Crew Compass: by Lauren Loudon
Being offered a new job is always an exciting time and, as I’ve mentioned previously, there are different factors to consider that make a specific boat the “right” one. These vary according to each person – some chase higher salaries, some seek specific numbers in crew, some look for the ultimate itinerary. An opportunity for growth is an important factor for some, while others search for comfort and ease.
After almost six years of sailing the seas, I’m no longer looking for the nonstop exhilaration that comes with back-to-back charters for most of the year. Nor am I in the running to climb any particular ladders, given my position in the galley. In all honesty, a few months ago I wasn’t even sure I was actually looking for another yacht job.
But when something came along that ticked a lot of those boxes that would quantify a boat as being the “right” one, at least temporarily, I gave it a chance. A relief job for the summer, with my husband, exploring new places. Yes, yes and yes. Noncommittal was the first draw, and the mention of Greece was what ultimately tipped the scales toward taking the position.
Joining the yacht in Turkey was interesting to me, as it was a place I had never even contemplated visiting. I had no expectations, but Istanbul certainly was an experience in itself. Cruising the Bosphorus with Europe on one side and Asia on the other felt surreal. Hearing the call to prayer travel so gracefully across the water was spine-tingling.
Cold temperatures and layers of foul weather gear wasn’t something I’d ever really experienced in yachting. Neither had I been on a yacht docked in a city with quite the vastness of Turkey’s largest city, straddling two continents.
As we headed south – and I bravely removed a layer – we reached gorgeous quaint villages on the central east coast that gave a completely different perspective of the same country.
Swiftly sailing farther south, I switched my long pants for the familiar skort, and entering Greece was a dream come true. My first step ashore was onto a small fishing dock on the island of Samos, where we had to clear customs. I was immediately wowed by the charm.
My love affair with land was very brief, as it usually is when guests are on board, but I made sure to soak it all up for the moments I was there.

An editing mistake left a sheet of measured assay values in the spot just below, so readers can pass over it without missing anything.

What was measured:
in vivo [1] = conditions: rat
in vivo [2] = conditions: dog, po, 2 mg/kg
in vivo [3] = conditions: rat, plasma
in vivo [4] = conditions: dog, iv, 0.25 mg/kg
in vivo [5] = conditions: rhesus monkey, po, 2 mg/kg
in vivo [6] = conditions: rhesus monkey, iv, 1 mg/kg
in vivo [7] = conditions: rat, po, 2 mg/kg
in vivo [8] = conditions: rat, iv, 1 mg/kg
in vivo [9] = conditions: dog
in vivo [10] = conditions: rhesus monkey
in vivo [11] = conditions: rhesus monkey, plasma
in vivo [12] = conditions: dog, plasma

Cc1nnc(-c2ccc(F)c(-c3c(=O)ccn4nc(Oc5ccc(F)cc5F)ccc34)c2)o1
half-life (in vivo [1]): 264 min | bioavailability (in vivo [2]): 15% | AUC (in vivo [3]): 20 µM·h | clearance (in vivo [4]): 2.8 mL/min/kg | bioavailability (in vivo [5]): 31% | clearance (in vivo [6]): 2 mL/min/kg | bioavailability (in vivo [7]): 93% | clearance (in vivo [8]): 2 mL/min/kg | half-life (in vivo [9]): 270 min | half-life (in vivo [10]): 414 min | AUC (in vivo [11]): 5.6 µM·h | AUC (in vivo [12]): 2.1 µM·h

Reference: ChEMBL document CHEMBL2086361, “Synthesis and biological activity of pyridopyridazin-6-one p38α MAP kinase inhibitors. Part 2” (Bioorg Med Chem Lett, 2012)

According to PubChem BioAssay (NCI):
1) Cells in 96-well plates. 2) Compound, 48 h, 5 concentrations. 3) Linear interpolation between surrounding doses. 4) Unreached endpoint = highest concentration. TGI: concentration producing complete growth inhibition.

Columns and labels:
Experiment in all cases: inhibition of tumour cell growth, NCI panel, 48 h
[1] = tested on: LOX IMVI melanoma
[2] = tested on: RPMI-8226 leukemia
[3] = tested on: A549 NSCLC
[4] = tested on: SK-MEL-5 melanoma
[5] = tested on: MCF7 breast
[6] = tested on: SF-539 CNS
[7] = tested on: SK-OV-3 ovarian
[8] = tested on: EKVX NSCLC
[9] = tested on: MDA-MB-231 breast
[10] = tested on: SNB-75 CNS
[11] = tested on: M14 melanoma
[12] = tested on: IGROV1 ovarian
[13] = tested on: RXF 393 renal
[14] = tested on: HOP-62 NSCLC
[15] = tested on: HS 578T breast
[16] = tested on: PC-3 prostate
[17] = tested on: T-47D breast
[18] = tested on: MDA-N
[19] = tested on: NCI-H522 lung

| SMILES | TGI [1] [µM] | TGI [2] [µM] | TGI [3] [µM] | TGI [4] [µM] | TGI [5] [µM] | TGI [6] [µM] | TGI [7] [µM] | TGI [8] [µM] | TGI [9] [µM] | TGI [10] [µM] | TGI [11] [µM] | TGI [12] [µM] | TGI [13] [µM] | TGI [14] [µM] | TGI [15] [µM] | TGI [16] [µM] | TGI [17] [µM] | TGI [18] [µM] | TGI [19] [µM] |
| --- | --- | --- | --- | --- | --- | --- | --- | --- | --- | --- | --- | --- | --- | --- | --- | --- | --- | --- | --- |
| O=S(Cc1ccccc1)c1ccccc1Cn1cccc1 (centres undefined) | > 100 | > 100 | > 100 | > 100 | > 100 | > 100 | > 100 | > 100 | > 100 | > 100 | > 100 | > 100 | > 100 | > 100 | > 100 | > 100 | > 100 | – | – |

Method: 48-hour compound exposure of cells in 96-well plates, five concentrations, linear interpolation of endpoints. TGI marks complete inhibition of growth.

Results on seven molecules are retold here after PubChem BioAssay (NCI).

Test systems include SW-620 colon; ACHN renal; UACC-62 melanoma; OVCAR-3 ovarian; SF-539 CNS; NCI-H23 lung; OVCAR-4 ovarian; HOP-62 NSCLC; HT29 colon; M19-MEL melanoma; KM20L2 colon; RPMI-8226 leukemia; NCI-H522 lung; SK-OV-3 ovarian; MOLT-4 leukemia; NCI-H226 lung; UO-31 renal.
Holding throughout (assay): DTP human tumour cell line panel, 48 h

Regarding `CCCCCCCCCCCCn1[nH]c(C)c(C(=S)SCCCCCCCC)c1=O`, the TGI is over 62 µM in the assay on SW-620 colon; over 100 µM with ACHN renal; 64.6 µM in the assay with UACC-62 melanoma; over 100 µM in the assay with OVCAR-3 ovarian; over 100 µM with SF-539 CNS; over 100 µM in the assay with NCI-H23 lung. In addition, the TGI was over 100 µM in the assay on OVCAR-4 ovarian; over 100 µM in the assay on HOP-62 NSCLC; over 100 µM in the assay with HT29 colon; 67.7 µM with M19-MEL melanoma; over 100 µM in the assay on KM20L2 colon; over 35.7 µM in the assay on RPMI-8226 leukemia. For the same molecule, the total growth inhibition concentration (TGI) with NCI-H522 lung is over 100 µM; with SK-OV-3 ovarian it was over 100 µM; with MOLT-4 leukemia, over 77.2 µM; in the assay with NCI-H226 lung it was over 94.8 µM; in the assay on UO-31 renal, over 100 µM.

Anchoring off the famous Santorini was a treat, but docking in Mykonos for a night was even better. A morning wander to the fresh market turned into just a casual stroll because of the Orthodox Easter celebrations that I hadn’t anticipated, but being opened to a new light, seeing the beauty I’ve so often seen on photographs, brought the thrill back to my job.
Day after day, island after island, I took photos from the deck outside my galley door, and I revelled in the views. Something I will never tire of is staring at land from an anchorage. While shorelines and islands can often be indistinguishable from afar, I love being close enough to see the character of each country or area. The square white houses so typically Greek suddenly stuck out in the distance, while domed churches sat perfectly upon the hills.
Of course, there was that small feeling of frustration and envy as I stared outside and wished to be wandering the streets and driving the roads in the way our guests were, before being shaken back to reality. But docking in Syros as the guests disappeared for a whole day gave me that opportunity. It was a stroll I can barely put into words. I saw it all. I shed a tear. I smiled. I fell in love.
What I saw was this: a perfectly contrasted building. A derelict doorway with a smashed-out window, painted bright yellow and set into a building in a shade of peach, paint peeling off the outside and weeds growing up the front. It caught my eye down a side street as I walked, so I stopped in front of it to look. I took a photograph and took a deep breath when I noticed that, to my left, just three doors down, was a man in his 70s sitting on his doorstep playing the ukulele while the sun was beaming overhead.
It shook me.
It made me realize that aside from the helpful shop assistants, the beautiful women in dresses on their scooters, the warm welcome from the marina staff, the picturesque churches and the marbled streets, there is beauty even in the imperfect.
The colors, the smiles and the breeze, all at once on that small Greek island. They brought an overwhelming reminder of how incredibly lucky we are to travel the world for a living.
Lauren Loudon has worked as a yacht chef for more than four years. She hails from Lancashire, England. Comments are welcome below.